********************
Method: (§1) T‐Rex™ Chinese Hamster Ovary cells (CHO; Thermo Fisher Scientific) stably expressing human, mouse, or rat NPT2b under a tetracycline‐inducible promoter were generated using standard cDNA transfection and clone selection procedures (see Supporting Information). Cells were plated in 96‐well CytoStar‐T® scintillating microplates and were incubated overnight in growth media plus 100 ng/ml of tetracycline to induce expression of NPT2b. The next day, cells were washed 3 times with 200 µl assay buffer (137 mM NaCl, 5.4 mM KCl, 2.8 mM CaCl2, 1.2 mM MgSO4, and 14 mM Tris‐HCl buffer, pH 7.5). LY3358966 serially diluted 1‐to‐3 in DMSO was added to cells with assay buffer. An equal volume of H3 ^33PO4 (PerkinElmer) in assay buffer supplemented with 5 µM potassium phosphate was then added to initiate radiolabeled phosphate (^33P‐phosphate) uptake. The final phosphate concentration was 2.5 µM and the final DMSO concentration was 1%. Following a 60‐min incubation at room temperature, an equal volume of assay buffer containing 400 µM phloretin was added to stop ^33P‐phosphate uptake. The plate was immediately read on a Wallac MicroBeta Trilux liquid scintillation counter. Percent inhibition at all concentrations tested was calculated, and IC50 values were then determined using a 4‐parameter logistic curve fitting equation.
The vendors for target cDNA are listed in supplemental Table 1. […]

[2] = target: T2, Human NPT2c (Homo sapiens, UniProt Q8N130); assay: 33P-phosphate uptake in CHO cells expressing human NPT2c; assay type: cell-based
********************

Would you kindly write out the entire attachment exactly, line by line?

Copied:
Method: (§1) T‐Rex™ Chinese Hamster Ovary cells (CHO; Thermo Fisher Scientific) stably expressing human, mouse, or rat NPT2b under a tetracycline‐inducible promoter were generated using standard cDNA transfection and clone selection procedures (see Supporting Information). Cells were plated in 96‐well CytoStar‐T® scintillating microplates and were incubated overnight in growth media plus 100 ng/ml of tetracycline to induce expression of NPT2b. The next day, cells were washed 3 times with 200 µl assay buffer (137 mM NaCl, 5.4 mM KCl, 2.8 mM CaCl2, 1.2 mM MgSO4, and 14 mM Tris‐HCl buffer, pH 7.5). LY3358966 serially diluted 1‐to‐3 in DMSO was added to cells with assay buffer. An equal volume of H3 ^33PO4 (PerkinElmer) in assay buffer supplemented with 5 µM potassium phosphate was then added to initiate radiolabeled phosphate (^33P‐phosphate) uptake. The final phosphate concentration was 2.5 µM and the final DMSO concentration was 1%. Following a 60‐min incubation at room temperature, an equal volume of assay buffer containing 400 µM phloretin was added to stop ^33P‐phosphate uptake. The plate was immediately read on a Wallac MicroBeta Trilux liquid scintillation counter. Percent inhibition at all concentrations tested was calculated, and IC50 values were then determined using a 4‐parameter logistic curve fitting equation.
The vendors for target cDNA are listed in supplemental Table 1. […]

[2] = target: T2, Human NPT2c (Homo sapiens, UniProt Q8N130); assay: 33P-phosphate uptake in CHO cells expressing human NPT2c; assay type: cell-based